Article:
Baseball Hall of Fame Announces Changes to Balloting Process

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Baseball Hall of Fame Announces Changes to Balloting Process
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One of the hottest topics of debate in sports for the last few years, basically since players from the steroid era became eligible, has been the Baseball Hall of Fame. The process has come under fire recently, so the board of directors announced changes to the system. 

According to a press release from BaseballHall.org, the changes will include reducing the length of time a player can remain on the ballot from 15 years to 10 years, requiring eligible voters to complete a registration form and sign a code of conduct. Ballots will also be made public for the first time.

The changes, effective immediately and to be reflected in 2015 Hall of Fame voting, are the first made by the Hall of Fame to the voting process since 1991 and just the second time the Baseball Hall of Fame has amended the rules for election since 1985.

Chairman of the board of the National Baseball Hall of Fame and Museum Jane Forbes Clark is quoted in the release as saying that these changes will increase the integrity of the process in the future. 

We believe the BBWAA has done an excellent job of honoring the criteria advanced by the Hall of Fame – player’s record, contributions to the teams on which the player played, character, sportsmanship and integrity – to determine individuals who belong in the Hall of Fame by the highest threshold, a 75 percent majority. The Board believes these changes are necessary to ensure the integrity of the voting process moving forward.

These changes, while there is some merit to what they will do, are really just a way to get players from the "tainted" era off the ballot quicker, as Jon Paul Morosi of Fox Sports noted on Twitter:

However, the Hall denied this, according to Susan Slusser of the San Francisco Chronicle:

The thinking behind that is voters would eventually soften on players from that era, possibly voting some of them in by the time their 15-year limit ran out. Now, with just 10 years on a ballot, those odds decrease dramatically.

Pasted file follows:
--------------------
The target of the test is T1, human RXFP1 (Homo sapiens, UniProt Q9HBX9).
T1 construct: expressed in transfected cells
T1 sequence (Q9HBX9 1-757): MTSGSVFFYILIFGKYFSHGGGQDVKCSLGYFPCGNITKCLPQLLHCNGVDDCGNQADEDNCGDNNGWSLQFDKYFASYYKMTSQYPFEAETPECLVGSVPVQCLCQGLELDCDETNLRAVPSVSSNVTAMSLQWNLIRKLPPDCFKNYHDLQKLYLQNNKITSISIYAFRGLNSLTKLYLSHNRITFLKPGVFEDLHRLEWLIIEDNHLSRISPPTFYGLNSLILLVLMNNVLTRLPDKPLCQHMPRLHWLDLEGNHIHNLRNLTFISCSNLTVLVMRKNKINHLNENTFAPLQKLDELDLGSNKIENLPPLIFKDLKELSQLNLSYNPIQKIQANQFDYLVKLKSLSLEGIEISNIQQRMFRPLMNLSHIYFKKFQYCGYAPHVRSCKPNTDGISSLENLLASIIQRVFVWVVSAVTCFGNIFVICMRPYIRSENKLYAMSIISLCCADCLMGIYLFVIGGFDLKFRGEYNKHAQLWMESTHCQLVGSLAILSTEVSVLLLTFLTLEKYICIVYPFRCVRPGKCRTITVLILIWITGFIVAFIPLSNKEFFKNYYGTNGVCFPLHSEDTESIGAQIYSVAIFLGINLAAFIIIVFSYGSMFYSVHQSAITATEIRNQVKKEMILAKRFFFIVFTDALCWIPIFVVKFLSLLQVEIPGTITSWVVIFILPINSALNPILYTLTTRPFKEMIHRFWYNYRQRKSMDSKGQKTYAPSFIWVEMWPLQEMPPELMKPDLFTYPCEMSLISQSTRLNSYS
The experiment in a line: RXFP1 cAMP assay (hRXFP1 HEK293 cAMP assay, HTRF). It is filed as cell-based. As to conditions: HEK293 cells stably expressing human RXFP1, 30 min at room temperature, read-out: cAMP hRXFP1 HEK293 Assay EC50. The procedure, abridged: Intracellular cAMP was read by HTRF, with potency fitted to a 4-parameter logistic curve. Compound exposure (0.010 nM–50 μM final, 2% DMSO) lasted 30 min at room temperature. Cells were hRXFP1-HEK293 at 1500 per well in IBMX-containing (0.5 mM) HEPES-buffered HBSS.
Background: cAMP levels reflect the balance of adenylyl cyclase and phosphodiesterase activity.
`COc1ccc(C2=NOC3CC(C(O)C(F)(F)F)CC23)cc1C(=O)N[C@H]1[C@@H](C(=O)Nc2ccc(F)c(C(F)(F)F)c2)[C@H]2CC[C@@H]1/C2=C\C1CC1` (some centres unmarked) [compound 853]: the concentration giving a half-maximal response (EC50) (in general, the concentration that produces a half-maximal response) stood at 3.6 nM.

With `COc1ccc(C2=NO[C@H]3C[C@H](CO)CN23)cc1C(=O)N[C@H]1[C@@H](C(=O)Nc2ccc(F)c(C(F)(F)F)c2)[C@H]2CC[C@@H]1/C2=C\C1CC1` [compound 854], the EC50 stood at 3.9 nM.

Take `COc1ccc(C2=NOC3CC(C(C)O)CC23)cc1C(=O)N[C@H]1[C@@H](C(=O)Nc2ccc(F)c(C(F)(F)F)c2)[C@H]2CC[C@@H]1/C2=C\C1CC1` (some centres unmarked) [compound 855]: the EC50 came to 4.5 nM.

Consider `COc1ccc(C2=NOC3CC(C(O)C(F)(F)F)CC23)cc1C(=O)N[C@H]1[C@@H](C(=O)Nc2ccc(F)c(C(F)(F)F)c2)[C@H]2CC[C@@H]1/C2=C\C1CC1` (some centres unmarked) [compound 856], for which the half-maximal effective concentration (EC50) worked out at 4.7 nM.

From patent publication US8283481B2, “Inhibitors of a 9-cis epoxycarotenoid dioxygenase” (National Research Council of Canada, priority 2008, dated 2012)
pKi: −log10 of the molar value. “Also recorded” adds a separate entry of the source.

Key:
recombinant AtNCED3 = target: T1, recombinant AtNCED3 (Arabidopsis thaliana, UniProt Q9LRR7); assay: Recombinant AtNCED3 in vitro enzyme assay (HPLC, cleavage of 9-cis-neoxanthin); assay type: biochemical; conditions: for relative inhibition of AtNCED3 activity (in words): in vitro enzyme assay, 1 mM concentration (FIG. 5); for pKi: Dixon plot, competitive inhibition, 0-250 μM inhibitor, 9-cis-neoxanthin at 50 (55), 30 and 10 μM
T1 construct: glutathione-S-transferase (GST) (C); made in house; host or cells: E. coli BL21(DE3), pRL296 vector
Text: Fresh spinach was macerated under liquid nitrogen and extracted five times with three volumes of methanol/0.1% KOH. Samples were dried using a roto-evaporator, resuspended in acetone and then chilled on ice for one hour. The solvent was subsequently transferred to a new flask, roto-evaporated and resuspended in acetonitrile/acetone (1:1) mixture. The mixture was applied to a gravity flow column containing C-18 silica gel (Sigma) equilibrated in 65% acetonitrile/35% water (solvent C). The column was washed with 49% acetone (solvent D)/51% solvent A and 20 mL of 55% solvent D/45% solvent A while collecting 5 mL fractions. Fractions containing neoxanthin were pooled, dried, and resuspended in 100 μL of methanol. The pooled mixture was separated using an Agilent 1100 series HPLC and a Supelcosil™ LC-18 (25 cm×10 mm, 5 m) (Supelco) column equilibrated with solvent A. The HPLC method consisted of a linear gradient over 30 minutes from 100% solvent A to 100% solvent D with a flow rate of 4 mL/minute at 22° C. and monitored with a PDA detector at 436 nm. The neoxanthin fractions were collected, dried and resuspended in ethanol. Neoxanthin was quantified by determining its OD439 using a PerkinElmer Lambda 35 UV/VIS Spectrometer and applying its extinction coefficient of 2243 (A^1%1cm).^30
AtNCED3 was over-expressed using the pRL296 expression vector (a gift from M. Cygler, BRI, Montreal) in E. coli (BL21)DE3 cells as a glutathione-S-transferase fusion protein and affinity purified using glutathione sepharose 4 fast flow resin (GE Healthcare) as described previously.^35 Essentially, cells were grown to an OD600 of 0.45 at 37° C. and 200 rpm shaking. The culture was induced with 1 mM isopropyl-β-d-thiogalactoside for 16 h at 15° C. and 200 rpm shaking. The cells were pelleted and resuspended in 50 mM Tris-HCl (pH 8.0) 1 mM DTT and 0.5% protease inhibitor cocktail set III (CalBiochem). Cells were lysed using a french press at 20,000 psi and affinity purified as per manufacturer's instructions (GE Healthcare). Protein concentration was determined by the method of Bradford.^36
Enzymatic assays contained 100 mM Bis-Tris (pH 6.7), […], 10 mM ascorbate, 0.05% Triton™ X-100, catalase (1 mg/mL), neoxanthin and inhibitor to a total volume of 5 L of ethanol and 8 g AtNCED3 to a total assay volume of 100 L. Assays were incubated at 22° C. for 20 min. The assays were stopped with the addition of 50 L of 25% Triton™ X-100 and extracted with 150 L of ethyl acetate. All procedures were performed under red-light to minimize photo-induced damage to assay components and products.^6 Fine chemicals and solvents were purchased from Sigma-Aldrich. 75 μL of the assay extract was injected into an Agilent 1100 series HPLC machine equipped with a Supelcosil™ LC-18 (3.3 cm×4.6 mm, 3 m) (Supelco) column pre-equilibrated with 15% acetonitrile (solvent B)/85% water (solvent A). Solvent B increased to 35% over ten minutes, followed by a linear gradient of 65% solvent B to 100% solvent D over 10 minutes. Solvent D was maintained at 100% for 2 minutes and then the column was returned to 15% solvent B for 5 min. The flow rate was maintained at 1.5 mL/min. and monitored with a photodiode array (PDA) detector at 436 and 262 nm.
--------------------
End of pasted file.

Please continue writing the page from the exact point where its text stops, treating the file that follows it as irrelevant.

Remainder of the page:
If you recall, the voting process was openly mocked earlier this year when Dan Le Batard, who is not a baseball reporter yet somehow has a ballot, gave his Hall of Fame vote to Deadspin, which subsequently allowed fans to cast the vote in his place.

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The mocking came not from the fact that fans cast their vote but that they actually did a better job than a lot of real voters. The Deadspin ballot had Greg Maddux, Frank Thomas, Tom Glavine, Mike Piazza, Craig Biggio, Edgar Martinez, Jeff Bagwell, Roger Clemens, Barry Bonds and Curt Schilling. 

Maddux, Glavine and Thomas were all elected this year by the Baseball Writers' Association of America, but no one else reached the necessary 75 percent. The mocking was the result of actual voters checking names like Armando Benitez, Jacque Jones and J.T. Snow. 

This is a broken system that needs wholesale changes. While Saturday's announcement is a step in the right direction, there's a lot of work that has to be done. Too many people who don't cover the game still have votes because the privilege doesn't get taken away once you get it.  

Even though the steroid-era players aren't likely to benefit from less time on the ballot, it is a good thing that eligibility was reduced from 15 to 10 years. There's no need for a retired player who has been sitting on the couch five years to wait potentially 20 years after playing his last game to make it to the Hall of Fame. 

 

If you want to talk sports, hit me up on Twitter: @adamwells1985.

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